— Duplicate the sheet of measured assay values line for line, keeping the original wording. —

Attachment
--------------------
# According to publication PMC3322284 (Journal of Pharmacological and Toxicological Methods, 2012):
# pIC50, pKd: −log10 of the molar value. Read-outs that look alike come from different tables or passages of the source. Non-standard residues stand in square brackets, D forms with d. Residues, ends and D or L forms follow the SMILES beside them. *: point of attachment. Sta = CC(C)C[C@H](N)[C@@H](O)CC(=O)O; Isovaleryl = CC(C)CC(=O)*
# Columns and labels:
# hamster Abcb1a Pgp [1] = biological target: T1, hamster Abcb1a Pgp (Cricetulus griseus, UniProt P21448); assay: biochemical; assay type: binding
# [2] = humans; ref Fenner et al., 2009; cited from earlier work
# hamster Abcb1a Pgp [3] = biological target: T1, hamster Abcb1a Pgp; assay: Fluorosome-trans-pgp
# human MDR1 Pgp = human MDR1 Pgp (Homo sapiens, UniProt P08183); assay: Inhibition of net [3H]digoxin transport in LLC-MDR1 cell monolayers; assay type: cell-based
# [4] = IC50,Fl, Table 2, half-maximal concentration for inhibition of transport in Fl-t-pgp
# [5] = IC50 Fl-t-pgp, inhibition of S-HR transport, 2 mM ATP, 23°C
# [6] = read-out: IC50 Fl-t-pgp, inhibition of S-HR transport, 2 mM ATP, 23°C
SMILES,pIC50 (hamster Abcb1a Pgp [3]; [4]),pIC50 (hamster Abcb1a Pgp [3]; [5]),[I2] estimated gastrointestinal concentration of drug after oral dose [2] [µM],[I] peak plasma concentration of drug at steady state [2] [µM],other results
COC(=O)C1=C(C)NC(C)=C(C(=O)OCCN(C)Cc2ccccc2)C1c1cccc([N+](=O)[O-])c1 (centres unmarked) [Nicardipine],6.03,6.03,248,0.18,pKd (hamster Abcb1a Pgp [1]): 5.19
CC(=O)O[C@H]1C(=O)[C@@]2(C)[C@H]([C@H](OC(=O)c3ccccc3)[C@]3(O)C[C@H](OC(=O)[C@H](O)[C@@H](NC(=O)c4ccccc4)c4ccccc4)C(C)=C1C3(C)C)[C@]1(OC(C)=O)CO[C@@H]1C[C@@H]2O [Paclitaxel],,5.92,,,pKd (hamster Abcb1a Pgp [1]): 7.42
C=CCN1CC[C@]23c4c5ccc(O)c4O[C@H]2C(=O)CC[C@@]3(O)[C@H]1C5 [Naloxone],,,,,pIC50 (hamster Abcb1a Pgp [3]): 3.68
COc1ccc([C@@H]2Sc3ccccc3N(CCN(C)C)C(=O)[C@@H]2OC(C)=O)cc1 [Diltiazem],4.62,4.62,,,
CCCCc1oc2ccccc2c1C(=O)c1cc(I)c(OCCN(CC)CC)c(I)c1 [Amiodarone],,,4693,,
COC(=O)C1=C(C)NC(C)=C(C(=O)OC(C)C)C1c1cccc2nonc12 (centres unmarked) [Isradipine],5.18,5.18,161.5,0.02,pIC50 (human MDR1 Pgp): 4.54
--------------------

# According to publication PMC3322284 (Journal of Pharmacological and Toxicological Methods, 2012):
# pIC50, pKd: −log10 of the molar value. Read-outs that look alike come from different tables or passages of the source. Non-standard residues stand in square brackets, D forms with d. Residues, ends and D or L forms follow the SMILES beside them. *: point of attachment. Sta = CC(C)C[C@H](N)[C@@H](O)CC(=O)O; Isovaleryl = CC(C)CC(=O)*
# Columns and labels:
# hamster Abcb1a Pgp [1] = biological target: T1, hamster Abcb1a Pgp (Cricetulus griseus, UniProt P21448); assay: biochemical; assay type: binding
# [2] = humans; ref Fenner et al., 2009; cited from earlier work
# hamster Abcb1a Pgp [3] = biological target: T1, hamster Abcb1a Pgp; assay: Fluorosome-trans-pgp
# human MDR1 Pgp = human MDR1 Pgp (Homo sapiens, UniProt P08183); assay: Inhibition of net [3H]digoxin transport in LLC-MDR1 cell monolayers; assay type: cell-based
# [4] = IC50,Fl, Table 2, half-maximal concentration for inhibition of transport in Fl-t-pgp
# [5] = IC50 Fl-t-pgp, inhibition of S-HR transport, 2 mM ATP, 23°C
# [6] = read-out: IC50 Fl-t-pgp, inhibition of S-HR transport, 2 mM ATP, 23°C
SMILES,pIC50 (hamster Abcb1a Pgp [3]; [4]),pIC50 (hamster Abcb1a Pgp [3]; [5]),[I2] estimated gastrointestinal concentration of drug after oral dose [2] [µM],[I] peak plasma concentration of drug at steady state [2] [µM],other results
COC(=O)C1=C(C)NC(C)=C(C(=O)OCCN(C)Cc2ccccc2)C1c1cccc([N+](=O)[O-])c1 (centres unmarked) [Nicardipine],6.03,6.03,248,0.18,pKd (hamster Abcb1a Pgp [1]): 5.19
CC(=O)O[C@H]1C(=O)[C@@]2(C)[C@H]([C@H](OC(=O)c3ccccc3)[C@]3(O)C[C@H](OC(=O)[C@H](O)[C@@H](NC(=O)c4ccccc4)c4ccccc4)C(C)=C1C3(C)C)[C@]1(OC(C)=O)CO[C@@H]1C[C@@H]2O [Paclitaxel],,5.92,,,pKd (hamster Abcb1a Pgp [1]): 7.42
C=CCN1CC[C@]23c4c5ccc(O)c4O[C@H]2C(=O)CC[C@@]3(O)[C@H]1C5 [Naloxone],,,,,pIC50 (hamster Abcb1a Pgp [3]): 3.68
COc1ccc([C@@H]2Sc3ccccc3N(CCN(C)C)C(=O)[C@@H]2OC(C)=O)cc1 [Diltiazem],4.62,4.62,,,
CCCCc1oc2ccccc2c1C(=O)c1cc(I)c(OCCN(CC)CC)c(I)c1 [Amiodarone],,,4693,,
COC(=O)C1=C(C)NC(C)=C(C(=O)OC(C)C)C1c1cccc2nonc12 (centres unmarked) [Isradipine],5.18,5.18,161.5,0.02,pIC50 (human MDR1 Pgp): 4.54